The Wrong Time to Discuss Pricing

NewBlogApril17 Want to know the easiest way to lose control of the sales process?

Time and time again, I’ve seen salespeople hold off on presenting their price to a prospective client until the final written proposal. They don’t bring up pricing in person or before a written proposal is sent because they’re afraid to scare away their potential client. Ironically, by following this methodology, they end up scaring away the prospect anyway.

If you avoid discussing pricing options until the very last moment, you make it too easy for the prospect to ignore you. They may love everything about you and what you have to offer, but if the amount they see in writing is not something they’re comfortable with, chances are they will simply avoid discussion rather than initiating it.

In their mind, it’s much easier to ignore you than to reach out to you for a chance at a better price. Remember, your buyers fear rejection too! When this scenario unfolds, you lose complete control over the sales process and you make it very difficult for yourself to recover from it.

Always talk to your prospect about pricing options in a draft proposal before you put anything in writing. Ideally, you should discuss pricing in the initial discovery call. However if you are unable to do so, ask them to review the proposal with you before sending them anything in writing.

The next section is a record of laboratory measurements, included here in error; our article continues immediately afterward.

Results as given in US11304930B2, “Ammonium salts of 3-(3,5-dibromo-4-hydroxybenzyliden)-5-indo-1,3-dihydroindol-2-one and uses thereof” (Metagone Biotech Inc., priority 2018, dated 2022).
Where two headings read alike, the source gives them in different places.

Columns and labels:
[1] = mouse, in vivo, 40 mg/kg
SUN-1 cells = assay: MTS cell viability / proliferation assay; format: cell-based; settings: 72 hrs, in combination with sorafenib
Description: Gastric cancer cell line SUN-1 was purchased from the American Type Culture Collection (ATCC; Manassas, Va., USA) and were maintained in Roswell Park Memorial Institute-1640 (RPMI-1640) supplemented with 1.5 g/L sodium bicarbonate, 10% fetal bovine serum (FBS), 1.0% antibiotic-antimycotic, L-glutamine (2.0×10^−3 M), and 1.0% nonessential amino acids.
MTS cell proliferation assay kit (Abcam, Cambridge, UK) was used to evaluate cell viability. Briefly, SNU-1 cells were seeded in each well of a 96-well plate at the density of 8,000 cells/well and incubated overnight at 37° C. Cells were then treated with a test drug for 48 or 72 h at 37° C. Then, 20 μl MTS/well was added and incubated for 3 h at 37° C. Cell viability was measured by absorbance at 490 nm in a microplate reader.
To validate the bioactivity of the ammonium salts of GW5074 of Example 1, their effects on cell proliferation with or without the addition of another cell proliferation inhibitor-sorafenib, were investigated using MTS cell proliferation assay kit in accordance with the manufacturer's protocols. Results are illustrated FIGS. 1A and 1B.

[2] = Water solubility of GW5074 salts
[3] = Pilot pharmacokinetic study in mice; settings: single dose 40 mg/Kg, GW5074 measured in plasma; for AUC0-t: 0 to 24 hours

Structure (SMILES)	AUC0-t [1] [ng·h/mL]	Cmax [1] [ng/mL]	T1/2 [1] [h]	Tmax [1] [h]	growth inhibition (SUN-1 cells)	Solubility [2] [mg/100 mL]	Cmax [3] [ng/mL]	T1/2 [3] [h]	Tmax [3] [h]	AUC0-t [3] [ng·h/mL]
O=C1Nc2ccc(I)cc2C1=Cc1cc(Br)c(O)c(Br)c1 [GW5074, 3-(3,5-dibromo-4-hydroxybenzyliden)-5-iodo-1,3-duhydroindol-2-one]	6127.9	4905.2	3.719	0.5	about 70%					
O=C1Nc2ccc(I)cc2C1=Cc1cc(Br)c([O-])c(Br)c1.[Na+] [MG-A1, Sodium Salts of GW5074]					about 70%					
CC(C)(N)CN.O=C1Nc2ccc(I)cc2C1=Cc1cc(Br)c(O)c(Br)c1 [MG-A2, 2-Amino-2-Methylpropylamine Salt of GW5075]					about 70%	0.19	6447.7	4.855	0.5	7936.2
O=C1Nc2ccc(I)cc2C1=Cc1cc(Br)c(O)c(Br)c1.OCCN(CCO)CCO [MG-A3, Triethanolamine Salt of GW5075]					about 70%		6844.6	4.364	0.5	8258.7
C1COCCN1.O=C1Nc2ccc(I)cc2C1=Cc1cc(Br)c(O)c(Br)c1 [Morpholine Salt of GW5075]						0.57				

Schedule a date and time so that you can discuss pricing with them as they see it. By doing so, you are able to clear any doubts or confusion on the spot, instead of leaving it up to the interpretation of the prospect and risking the entire sales process.

When discussing the pricing, gauge your prospect’s reaction and respond accordingly. Generally speaking, you can tell what your prospect thinks of your pricing by how they react when they first see it. ← Click To Tweet

If they’re able to see the true value you provide and believe your pricing is fair, chances are they will let you know. However, if they seem hesitant or taken aback when you present your price, you may need to discuss alternatives with them.

Remember, do not let the fear of scaring away your client become the exact reason they stop returning your calls. Sooner or later, pricing options will need to be discussed in order for you to close the sale. Instead of delaying the inevitable, discuss the pricing head-on and retain control of the sales process!

If your sales force follows a system that provides pricing options at the very end of the process, can you imagine the massive difference it could make for your business’ results by asking your team to be more proactive with presenting pricing? This is a valuable lesson to share with your whole team!

Want to help your sales team turn more prospects into clients? Check out my book, Nonstop Sales Boom!

One response to “The Wrong Time to Discuss Pricing

  1. […] The Wrong Time to Discuss Pricing – Some good ideas on a potentially deal-killing conversation. […]

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